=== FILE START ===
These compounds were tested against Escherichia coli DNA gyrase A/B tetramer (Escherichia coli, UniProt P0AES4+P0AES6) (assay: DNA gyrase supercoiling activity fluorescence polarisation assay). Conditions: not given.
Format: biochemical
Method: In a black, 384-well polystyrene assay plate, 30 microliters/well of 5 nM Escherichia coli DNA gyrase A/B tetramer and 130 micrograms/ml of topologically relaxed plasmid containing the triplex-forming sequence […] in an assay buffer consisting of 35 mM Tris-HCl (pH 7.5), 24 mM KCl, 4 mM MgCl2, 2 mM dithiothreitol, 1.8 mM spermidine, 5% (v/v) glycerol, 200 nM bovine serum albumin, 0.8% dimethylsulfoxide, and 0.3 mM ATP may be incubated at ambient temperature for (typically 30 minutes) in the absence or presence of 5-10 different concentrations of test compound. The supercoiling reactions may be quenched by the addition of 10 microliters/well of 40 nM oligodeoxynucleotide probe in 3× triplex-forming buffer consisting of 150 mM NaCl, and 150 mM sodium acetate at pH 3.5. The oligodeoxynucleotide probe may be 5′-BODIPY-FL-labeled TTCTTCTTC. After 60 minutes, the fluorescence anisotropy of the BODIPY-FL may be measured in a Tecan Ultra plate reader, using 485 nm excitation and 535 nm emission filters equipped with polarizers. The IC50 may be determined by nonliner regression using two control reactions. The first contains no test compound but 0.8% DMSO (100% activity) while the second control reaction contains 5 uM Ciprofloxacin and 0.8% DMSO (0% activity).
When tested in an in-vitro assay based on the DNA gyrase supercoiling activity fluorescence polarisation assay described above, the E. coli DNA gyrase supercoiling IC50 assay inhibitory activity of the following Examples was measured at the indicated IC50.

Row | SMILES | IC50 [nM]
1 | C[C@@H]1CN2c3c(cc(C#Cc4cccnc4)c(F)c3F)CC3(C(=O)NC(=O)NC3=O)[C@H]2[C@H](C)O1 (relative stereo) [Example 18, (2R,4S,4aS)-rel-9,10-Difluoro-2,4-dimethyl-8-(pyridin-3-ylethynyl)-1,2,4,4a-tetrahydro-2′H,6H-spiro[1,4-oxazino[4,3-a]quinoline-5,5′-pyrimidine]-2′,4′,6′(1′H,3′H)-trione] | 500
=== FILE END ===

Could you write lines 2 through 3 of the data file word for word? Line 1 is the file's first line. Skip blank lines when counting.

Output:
Format: biochemical
Method: In a black, 384-well polystyrene assay plate, 30 microliters/well of 5 nM Escherichia coli DNA gyrase A/B tetramer and 130 micrograms/ml of topologically relaxed plasmid containing the triplex-forming sequence […] in an assay buffer consisting of 35 mM Tris-HCl (pH 7.5), 24 mM KCl, 4 mM MgCl2, 2 mM dithiothreitol, 1.8 mM spermidine, 5% (v/v) glycerol, 200 nM bovine serum albumin, 0.8% dimethylsulfoxide, and 0.3 mM ATP may be incubated at ambient temperature for (typically 30 minutes) in the absence or presence of 5-10 different concentrations of test compound. The supercoiling reactions may be quenched by the addition of 10 microliters/well of 40 nM oligodeoxynucleotide probe in 3× triplex-forming buffer consisting of 150 mM NaCl, and 150 mM sodium acetate at pH 3.5. The oligodeoxynucleotide probe may be 5′-BODIPY-FL-labeled TTCTTCTTC. After 60 minutes, the fluorescence anisotropy of the BODIPY-FL may be measured in a Tecan Ultra plate reader, using 485 nm excitation and 535 nm emission filters equipped with polarizers. The IC50 may be determined by nonliner regression using two control reactions. The first contains no test compound but 0.8% DMSO (100% activity) while the second control reaction contains 5 uM Ciprofloxacin and 0.8% DMSO (0% activity).